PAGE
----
Sophia 61 (2):253-265 (2022)

Joshua Mugg
Park University
Doxasticism is the view that propositional faith that p entails belief that p. This view has recently come under fire within analytic philosophy of religion. One common objection is that faith is compatible with doubt in a way that belief is not. One version of this objection, recently employed by Beth Rath, is to use a particular story, in this case Jesus Christ’s cry of dereliction, to argue that someone had propositional faith while ceasing to believe. Thus, doxasticism is false. Rath’s approach of analyzing a case from scripture has the advantage of allowing her to provide evidence for the claim that a subject had propositional faith but lost belief. However, I argue that Rath faces a dilemma: on the interpretation of the passage necessary for her argument, either Christ did lose his propositional faith that God was with him, or else he did not lose his belief that God was with him. Either way, she must reject a key premise in her argument.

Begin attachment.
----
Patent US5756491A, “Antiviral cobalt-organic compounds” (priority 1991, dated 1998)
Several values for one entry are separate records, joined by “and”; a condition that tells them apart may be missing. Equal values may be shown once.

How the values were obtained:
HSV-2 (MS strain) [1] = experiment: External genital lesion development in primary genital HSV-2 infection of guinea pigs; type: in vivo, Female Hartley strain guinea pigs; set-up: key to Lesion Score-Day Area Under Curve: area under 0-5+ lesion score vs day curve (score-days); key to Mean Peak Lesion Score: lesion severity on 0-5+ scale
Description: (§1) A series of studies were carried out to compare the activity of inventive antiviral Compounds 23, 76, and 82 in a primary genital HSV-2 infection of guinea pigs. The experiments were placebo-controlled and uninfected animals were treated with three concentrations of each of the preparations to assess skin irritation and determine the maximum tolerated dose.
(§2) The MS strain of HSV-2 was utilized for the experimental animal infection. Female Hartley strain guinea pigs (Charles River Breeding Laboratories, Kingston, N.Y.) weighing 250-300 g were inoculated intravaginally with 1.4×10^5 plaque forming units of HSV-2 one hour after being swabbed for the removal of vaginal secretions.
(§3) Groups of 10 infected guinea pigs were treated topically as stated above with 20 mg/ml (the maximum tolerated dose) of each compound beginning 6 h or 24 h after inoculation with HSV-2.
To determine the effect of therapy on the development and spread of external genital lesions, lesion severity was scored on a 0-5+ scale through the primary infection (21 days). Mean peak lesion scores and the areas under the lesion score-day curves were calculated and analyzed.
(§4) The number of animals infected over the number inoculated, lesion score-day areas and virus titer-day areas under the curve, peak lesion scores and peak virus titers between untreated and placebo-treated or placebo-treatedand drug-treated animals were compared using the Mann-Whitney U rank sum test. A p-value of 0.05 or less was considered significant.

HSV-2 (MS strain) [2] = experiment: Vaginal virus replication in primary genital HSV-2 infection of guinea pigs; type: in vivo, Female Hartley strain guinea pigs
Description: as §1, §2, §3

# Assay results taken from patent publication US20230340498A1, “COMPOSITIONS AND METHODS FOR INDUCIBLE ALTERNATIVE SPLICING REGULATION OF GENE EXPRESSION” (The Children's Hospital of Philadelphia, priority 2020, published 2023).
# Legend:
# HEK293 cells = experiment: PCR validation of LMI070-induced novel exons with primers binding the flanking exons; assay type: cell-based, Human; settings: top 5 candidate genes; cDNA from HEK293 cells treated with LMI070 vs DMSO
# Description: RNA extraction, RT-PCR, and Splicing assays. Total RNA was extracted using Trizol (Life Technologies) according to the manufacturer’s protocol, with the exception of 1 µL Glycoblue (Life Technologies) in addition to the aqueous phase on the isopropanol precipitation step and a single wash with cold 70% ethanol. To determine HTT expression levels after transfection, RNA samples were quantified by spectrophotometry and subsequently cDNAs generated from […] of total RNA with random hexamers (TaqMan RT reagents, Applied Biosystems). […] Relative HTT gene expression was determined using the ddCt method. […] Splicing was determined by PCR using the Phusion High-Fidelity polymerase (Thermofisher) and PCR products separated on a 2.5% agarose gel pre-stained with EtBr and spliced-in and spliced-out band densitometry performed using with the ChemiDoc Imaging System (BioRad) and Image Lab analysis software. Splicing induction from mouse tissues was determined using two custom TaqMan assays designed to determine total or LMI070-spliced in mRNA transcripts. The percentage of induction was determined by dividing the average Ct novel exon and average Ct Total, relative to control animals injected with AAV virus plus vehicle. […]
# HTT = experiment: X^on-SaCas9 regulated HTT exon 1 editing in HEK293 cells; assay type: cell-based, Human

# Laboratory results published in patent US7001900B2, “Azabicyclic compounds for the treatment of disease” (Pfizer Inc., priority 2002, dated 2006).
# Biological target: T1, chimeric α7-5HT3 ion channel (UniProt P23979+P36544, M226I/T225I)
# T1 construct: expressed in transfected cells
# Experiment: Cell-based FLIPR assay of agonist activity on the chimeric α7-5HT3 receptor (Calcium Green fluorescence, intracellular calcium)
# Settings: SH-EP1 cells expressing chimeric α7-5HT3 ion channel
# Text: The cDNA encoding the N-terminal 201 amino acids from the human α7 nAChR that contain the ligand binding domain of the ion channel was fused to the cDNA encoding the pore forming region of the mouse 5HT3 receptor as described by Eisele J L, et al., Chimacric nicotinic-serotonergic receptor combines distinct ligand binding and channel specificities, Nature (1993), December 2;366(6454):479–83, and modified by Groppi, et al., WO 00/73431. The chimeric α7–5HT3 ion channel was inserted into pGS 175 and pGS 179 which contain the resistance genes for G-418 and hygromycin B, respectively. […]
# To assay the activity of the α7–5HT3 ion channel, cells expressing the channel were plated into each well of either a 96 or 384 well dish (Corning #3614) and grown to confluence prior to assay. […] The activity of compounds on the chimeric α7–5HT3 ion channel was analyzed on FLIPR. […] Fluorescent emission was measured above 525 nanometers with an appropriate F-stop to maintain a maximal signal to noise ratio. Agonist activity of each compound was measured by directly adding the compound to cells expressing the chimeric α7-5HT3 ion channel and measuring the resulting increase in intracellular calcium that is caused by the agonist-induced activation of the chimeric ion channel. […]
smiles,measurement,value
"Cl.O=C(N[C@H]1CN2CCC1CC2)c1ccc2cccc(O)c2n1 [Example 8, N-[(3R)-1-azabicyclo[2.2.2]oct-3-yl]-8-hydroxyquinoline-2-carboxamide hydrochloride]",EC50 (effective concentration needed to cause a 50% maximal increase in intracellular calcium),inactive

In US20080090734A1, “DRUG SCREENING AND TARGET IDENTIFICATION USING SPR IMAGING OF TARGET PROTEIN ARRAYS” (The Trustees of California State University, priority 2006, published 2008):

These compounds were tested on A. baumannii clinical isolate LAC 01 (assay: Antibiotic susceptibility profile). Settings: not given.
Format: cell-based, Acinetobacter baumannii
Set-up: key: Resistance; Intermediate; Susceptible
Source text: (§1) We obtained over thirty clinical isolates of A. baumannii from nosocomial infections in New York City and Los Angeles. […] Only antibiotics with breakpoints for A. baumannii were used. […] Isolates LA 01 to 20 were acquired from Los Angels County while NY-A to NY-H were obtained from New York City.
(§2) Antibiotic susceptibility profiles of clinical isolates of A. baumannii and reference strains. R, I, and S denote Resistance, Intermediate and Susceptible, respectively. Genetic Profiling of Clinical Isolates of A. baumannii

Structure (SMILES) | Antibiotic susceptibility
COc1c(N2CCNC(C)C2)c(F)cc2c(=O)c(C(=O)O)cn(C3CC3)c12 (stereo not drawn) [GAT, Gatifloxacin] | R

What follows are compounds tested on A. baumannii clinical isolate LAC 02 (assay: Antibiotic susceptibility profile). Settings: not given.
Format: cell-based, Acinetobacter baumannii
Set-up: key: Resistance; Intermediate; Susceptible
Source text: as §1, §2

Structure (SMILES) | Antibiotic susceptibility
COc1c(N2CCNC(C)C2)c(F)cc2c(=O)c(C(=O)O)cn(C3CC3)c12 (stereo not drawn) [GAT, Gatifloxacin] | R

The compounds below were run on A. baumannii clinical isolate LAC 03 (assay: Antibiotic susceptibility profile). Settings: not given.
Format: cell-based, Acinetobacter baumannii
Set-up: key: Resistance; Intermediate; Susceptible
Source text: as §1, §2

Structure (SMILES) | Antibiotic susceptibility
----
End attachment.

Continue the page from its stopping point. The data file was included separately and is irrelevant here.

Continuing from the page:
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DOI 10.1007/s11841-020-00814-4
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Belief is Weak.John Hawthorne, Daniel Rothschild & Levi Spectre - 2016 - Philosophical Studies 173 (5):1393-1404.
Propositional Faith: What It is and What It is Not.Daniel Howard-Snyder - 2013 - American Philosophical Quarterly 50 (4):357-372.

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